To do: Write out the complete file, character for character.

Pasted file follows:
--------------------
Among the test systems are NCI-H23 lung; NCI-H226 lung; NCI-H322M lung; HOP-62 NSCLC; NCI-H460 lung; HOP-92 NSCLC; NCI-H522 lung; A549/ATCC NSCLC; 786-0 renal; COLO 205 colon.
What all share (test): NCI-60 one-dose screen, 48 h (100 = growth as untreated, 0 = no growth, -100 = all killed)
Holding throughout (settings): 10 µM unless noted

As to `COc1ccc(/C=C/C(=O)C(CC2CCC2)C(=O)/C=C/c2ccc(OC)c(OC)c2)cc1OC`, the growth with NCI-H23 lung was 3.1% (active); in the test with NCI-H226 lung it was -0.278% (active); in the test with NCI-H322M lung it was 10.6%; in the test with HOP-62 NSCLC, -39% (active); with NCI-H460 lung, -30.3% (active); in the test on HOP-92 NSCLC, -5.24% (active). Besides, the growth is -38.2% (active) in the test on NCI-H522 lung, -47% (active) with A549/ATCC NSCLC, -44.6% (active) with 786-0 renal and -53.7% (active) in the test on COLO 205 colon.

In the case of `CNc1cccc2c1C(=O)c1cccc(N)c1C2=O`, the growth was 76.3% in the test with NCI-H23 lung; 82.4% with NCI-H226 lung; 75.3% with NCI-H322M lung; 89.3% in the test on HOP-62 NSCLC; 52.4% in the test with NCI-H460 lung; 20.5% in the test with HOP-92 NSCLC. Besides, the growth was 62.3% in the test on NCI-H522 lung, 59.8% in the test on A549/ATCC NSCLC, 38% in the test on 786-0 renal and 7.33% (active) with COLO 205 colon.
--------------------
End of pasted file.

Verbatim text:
Among the test systems are NCI-H23 lung; NCI-H226 lung; NCI-H322M lung; HOP-62 NSCLC; NCI-H460 lung; HOP-92 NSCLC; NCI-H522 lung; A549/ATCC NSCLC; 786-0 renal; COLO 205 colon.
What all share (test): NCI-60 one-dose screen, 48 h (100 = growth as untreated, 0 = no growth, -100 = all killed)
Holding throughout (settings): 10 µM unless noted

As to `COc1ccc(/C=C/C(=O)C(CC2CCC2)C(=O)/C=C/c2ccc(OC)c(OC)c2)cc1OC`, the growth with NCI-H23 lung was 3.1% (active); in the test with NCI-H226 lung it was -0.278% (active); in the test with NCI-H322M lung it was 10.6%; in the test with HOP-62 NSCLC, -39% (active); with NCI-H460 lung, -30.3% (active); in the test on HOP-92 NSCLC, -5.24% (active). Besides, the growth is -38.2% (active) in the test on NCI-H522 lung, -47% (active) with A549/ATCC NSCLC, -44.6% (active) with 786-0 renal and -53.7% (active) in the test on COLO 205 colon.

In the case of `CNc1cccc2c1C(=O)c1cccc(N)c1C2=O`, the growth was 76.3% in the test with NCI-H23 lung; 82.4% with NCI-H226 lung; 75.3% with NCI-H322M lung; 89.3% in the test on HOP-62 NSCLC; 52.4% in the test with NCI-H460 lung; 20.5% in the test with HOP-92 NSCLC. Besides, the growth was 62.3% in the test on NCI-H522 lung, 59.8% in the test on A549/ATCC NSCLC, 38% in the test on 786-0 renal and 7.33% (active) with COLO 205 colon.